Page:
The National Institute of Mental Health provided a $500,000 grant to fund the development of a computer simulation program that may help children with social anxiety, according to a press release from the University of Central Florida. The grant also includes funding for a 12-week study to test the effectiveness of the technology.
Researchers from the University of Central Florida (UFC) and the Atlanta-based company Virtually Better Inc. designed the simulation for children aged 8 to 12 years. It allows clinicians to play an avatar while interacting with children who operate a computer remotely. Children are asked to respond to situations they would encounter on a daily basis, such as practicing greetings, giving and receiving compliments, asserting themselves in conversation and asking and answering questions.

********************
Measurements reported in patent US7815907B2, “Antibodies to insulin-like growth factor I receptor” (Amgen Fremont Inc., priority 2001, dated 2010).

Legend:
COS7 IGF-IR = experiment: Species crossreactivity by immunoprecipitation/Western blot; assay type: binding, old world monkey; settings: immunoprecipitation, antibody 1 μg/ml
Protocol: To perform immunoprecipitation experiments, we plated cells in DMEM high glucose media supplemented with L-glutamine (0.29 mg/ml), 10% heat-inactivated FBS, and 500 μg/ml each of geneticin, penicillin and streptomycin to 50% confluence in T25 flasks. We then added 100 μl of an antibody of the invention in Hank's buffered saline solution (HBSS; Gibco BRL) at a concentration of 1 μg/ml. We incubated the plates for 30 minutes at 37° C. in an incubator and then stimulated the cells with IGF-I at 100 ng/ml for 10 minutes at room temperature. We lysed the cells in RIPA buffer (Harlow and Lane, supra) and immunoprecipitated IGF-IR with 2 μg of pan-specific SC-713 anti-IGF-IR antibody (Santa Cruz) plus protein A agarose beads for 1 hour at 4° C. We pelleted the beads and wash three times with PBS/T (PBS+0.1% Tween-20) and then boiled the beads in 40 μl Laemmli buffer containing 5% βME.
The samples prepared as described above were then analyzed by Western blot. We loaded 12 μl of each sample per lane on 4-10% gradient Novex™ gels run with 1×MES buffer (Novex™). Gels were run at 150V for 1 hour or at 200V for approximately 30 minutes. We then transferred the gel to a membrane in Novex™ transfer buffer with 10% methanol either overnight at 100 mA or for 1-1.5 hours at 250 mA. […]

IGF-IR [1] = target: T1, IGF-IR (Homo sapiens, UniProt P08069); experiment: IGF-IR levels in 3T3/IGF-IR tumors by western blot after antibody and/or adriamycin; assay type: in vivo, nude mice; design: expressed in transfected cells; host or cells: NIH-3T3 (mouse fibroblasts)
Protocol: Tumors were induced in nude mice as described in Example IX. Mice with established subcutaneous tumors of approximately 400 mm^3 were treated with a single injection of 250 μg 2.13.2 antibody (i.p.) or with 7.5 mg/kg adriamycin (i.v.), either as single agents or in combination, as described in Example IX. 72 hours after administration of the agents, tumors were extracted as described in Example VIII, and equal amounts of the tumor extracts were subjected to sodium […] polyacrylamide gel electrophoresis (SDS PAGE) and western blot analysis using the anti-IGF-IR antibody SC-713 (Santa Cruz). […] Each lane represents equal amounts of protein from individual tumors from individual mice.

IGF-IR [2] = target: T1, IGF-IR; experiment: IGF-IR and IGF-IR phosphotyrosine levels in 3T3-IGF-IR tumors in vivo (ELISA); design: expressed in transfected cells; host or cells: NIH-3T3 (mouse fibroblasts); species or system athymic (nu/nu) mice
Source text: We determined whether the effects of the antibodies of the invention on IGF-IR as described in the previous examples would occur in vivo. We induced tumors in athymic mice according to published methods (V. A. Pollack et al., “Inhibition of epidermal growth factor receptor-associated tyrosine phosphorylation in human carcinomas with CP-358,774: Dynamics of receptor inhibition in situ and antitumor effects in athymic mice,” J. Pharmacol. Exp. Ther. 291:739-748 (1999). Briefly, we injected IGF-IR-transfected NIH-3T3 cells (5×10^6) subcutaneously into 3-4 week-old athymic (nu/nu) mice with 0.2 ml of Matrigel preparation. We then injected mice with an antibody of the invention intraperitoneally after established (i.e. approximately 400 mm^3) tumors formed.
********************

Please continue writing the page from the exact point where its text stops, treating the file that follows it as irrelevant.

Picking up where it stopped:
“These kids come in and say, ‘I don’t know how to make a friend,’” Deborah Beidel, PhD, director of the Anxiety Disorders Clinic and a psychology professor at UCF, said in the release. “We have to teach them the skills that most people learn from being around other people.”
The simulation features a realistic academic setting — designed with the help of elementary school teachers — and prearranged responses of avatar classmates that were recorded by children to ensure realism. With six different characters and varying levels of difficulty in the simulation, clinicians can design scenarios appropriate for their patients.
If the initial trial goes well, the researchers are looking to conduct a yearlong clinical trial, after which time they hope the simulation will become available to clinicians.
“The most important thing is that this was designed by clinicians with a very specific intention to help people get better,” Josh Spitalnick, PhD, director of clinical services at Virtually Better Inc., said in the release.